The recent case Moss v. Saja has shed light on the administrative process required to bring claims pursuant to the Virginia Values Act and disability discrimination suits in the Commonwealth. The U.S. District Court for the Western District of Virginia heard the case on a motion for summary judgment. Moss, a biracial man with significant medical disabilities, was subject to continuous bullying and demeaning remarks from his supervisor during his employment at a Sonic restaurant in Waynesboro, Virginia. Moss’s disability required him to take frequent breaks and limited his ability to complete manual labor. Moss’s supervisor repeatedly mocked Moss’s disability and accused Moss of faking his medical conditions to get out of doing work. The culmination of Moss’s claims was an incident where Moss’s supervisor and several other coworkers verbally threatened and physically pushed Moss in the parking lot.
Moss filed a lawsuit on five separate grounds. The employer filed for summary judgment. This article focuses on the court’s denial of summary judgment for Count I and the Americans with Disabilities Act (ADA) portion of Count III, as well as the court’s dismissal of Moss’s Virginia Values Act (VVA) claims in Count IV and V.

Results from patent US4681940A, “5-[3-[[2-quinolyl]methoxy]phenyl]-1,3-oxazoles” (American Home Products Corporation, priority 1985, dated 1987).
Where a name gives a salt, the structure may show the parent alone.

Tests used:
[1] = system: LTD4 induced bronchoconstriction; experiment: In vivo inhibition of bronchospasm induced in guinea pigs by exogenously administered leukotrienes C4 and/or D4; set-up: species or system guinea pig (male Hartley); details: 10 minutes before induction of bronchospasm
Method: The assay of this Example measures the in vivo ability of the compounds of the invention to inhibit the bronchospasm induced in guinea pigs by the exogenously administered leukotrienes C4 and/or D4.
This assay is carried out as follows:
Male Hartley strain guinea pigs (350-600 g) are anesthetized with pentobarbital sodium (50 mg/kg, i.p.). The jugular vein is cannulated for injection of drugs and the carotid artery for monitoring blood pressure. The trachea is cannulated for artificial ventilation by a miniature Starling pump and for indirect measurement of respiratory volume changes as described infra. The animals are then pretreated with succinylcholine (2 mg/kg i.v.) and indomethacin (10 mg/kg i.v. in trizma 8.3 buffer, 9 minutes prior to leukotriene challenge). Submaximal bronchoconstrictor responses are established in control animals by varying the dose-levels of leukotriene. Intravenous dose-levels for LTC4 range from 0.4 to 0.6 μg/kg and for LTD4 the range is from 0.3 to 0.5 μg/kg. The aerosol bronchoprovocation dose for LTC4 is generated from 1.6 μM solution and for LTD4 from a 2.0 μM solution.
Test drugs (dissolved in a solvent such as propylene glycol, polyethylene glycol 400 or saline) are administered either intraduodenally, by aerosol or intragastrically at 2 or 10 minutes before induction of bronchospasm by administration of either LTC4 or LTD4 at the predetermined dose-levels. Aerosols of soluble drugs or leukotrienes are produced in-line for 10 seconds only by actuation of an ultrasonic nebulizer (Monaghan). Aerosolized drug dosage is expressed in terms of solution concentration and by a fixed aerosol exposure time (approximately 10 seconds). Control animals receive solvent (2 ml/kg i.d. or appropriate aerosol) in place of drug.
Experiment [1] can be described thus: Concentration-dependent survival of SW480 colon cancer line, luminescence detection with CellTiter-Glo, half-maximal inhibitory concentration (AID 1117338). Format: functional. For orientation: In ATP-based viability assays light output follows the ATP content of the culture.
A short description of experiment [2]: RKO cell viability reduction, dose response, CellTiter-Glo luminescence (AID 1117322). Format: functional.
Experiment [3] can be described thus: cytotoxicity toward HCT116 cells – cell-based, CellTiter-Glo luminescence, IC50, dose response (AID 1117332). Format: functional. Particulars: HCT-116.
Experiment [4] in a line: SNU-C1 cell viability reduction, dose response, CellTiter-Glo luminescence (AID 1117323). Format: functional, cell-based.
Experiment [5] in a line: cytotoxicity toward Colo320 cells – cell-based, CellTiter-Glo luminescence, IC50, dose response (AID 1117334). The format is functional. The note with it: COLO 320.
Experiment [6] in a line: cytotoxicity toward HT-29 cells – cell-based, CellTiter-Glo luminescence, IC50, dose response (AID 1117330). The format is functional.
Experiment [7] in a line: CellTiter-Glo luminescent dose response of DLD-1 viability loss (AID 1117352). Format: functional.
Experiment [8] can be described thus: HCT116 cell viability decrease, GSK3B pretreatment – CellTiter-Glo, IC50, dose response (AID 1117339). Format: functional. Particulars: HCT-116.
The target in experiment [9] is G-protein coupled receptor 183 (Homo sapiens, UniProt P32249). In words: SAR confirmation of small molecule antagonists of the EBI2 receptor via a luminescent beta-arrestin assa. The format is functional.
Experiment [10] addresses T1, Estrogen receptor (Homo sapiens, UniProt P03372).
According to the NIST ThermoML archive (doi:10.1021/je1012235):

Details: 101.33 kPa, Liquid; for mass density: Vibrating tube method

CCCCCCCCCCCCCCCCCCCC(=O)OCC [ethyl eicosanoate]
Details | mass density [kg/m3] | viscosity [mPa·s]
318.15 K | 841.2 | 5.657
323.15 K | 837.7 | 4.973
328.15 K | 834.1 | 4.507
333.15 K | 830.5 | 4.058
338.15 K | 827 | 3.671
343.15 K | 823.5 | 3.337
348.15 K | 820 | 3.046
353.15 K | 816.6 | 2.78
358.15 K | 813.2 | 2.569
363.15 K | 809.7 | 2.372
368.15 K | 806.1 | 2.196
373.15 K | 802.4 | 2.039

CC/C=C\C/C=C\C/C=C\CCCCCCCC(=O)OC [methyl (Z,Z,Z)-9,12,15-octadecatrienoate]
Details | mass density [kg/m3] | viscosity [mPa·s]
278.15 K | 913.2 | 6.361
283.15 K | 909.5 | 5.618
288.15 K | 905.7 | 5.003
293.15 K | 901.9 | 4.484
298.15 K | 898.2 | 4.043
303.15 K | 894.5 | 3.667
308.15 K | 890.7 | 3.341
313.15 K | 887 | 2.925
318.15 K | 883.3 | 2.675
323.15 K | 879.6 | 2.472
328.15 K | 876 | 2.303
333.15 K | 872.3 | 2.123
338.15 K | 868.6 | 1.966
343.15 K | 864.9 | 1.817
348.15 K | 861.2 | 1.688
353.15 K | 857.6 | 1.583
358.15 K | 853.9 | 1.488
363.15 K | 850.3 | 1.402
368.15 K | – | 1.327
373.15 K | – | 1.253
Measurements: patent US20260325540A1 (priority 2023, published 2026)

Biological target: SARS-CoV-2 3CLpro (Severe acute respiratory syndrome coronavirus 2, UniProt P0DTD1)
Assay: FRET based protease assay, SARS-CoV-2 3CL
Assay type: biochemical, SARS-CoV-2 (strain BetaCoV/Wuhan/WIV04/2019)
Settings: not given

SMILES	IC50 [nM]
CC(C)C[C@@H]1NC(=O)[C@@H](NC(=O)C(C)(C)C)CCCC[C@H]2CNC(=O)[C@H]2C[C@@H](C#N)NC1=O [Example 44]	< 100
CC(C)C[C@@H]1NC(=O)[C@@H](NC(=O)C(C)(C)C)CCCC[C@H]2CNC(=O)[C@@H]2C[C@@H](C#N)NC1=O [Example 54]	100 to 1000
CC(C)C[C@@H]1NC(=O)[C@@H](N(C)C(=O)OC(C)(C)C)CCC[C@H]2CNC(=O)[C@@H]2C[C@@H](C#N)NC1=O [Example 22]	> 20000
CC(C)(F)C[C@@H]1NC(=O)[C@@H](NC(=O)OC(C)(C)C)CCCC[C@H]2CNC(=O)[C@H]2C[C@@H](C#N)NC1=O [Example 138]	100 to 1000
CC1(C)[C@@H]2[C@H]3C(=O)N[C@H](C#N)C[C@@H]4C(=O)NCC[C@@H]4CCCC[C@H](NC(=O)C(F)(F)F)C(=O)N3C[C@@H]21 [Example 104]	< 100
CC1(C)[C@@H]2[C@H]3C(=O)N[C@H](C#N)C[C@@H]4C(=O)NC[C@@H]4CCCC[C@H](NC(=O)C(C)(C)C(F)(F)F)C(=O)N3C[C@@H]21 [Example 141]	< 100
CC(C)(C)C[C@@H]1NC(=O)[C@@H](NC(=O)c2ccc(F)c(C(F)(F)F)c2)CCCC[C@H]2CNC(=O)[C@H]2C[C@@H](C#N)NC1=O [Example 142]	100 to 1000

ADA Claims: Moss prevailed against a motion for summary judgment on his claims of disability harassment, discrimination, and retaliation in violation of the ADA. The court cited “the close temporal proximity between [Moss’s] complaints and Moss’s termination” and the numerous demeaning remarks from Moss’s supervisor as the basis for why “a reasonable jury could find that [the supervisor’s] harassing conduct was severe and pervasive.” The court noted that Moss was subject to repeated harassment during over 80% of Moss’s shifts at work. Accordingly, the court ruled there was a genuine dispute of material fact regarding whether the supervisor’s conduct was “sufficiently severe and pervasive.”
Virginia Values Act – Procedural Requirements: The court dismissed Moss’s VAA claims because Moss failed to request and receive notice of a right-to-sue from the Virginia Office of Civil Rights. Moss had only received a right-to-sue for his federal claims from the Equal Employment Opportunity Commission. The court reasoned that this was “fatal to his VVA claims” because “a separate right to sue notification was required, regardless of whether a workshare agreement was in place” and regardless of the receipt of a federal right-to-sue. Moss v. Saja provides substantial insight into the strict procedural requirements of the VVA, which given its recency, has sparse judicial interpretation and caselaw.
If you need more guidance or information, contact the employment law attorneys at General Counsel, PC today at 703-556-0411 or email@example.com. Attorneys at General Counsel, PC are specialized in labor and employment law and have experience working with business owners and individuals across Virginia, specifically in Fairfax County, Arlington, Loudoun County, and Prince William.